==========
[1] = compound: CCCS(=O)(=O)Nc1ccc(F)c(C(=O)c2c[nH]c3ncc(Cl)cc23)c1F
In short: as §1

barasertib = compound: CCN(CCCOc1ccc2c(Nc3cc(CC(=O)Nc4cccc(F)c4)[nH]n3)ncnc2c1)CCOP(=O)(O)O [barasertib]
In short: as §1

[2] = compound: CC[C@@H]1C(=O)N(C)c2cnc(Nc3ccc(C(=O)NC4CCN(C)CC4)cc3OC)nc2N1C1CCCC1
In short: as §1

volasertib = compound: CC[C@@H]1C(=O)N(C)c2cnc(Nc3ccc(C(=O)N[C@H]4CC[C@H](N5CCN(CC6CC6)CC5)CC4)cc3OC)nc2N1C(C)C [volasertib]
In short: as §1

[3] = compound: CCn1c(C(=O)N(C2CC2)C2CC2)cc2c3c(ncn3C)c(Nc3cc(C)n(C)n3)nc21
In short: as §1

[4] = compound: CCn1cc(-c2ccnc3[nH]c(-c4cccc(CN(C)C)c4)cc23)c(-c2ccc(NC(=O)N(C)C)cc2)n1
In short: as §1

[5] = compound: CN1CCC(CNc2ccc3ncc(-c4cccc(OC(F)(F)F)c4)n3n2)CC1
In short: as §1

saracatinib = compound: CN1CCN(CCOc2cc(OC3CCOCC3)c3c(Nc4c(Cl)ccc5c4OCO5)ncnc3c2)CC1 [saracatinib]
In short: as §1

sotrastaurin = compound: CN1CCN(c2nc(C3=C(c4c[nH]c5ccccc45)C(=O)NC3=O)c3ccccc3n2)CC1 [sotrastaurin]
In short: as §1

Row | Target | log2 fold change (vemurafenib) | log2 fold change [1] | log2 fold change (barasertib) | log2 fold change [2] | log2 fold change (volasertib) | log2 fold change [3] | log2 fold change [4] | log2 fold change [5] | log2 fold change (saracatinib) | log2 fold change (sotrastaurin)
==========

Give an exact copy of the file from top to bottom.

[1] = compound: CCCS(=O)(=O)Nc1ccc(F)c(C(=O)c2c[nH]c3ncc(Cl)cc23)c1F
In short: as §1

barasertib = compound: CCN(CCCOc1ccc2c(Nc3cc(CC(=O)Nc4cccc(F)c4)[nH]n3)ncnc2c1)CCOP(=O)(O)O [barasertib]
In short: as §1

[2] = compound: CC[C@@H]1C(=O)N(C)c2cnc(Nc3ccc(C(=O)NC4CCN(C)CC4)cc3OC)nc2N1C1CCCC1
In short: as §1

volasertib = compound: CC[C@@H]1C(=O)N(C)c2cnc(Nc3ccc(C(=O)N[C@H]4CC[C@H](N5CCN(CC6CC6)CC5)CC4)cc3OC)nc2N1C(C)C [volasertib]
In short: as §1

[3] = compound: CCn1c(C(=O)N(C2CC2)C2CC2)cc2c3c(ncn3C)c(Nc3cc(C)n(C)n3)nc21
In short: as §1

[4] = compound: CCn1cc(-c2ccnc3[nH]c(-c4cccc(CN(C)C)c4)cc23)c(-c2ccc(NC(=O)N(C)C)cc2)n1
In short: as §1

[5] = compound: CN1CCC(CNc2ccc3ncc(-c4cccc(OC(F)(F)F)c4)n3n2)CC1
In short: as §1

saracatinib = compound: CN1CCN(CCOc2cc(OC3CCOCC3)c3c(Nc4c(Cl)ccc5c4OCO5)ncnc3c2)CC1 [saracatinib]
In short: as §1

sotrastaurin = compound: CN1CCN(c2nc(C3=C(c4c[nH]c5ccccc45)C(=O)NC3=O)c3ccccc3n2)CC1 [sotrastaurin]
In short: as §1

Row | Target | log2 fold change (vemurafenib) | log2 fold change [1] | log2 fold change (barasertib) | log2 fold change [2] | log2 fold change (volasertib) | log2 fold change [3] | log2 fold change [4] | log2 fold change [5] | log2 fold change (saracatinib) | log2 fold change (sotrastaurin)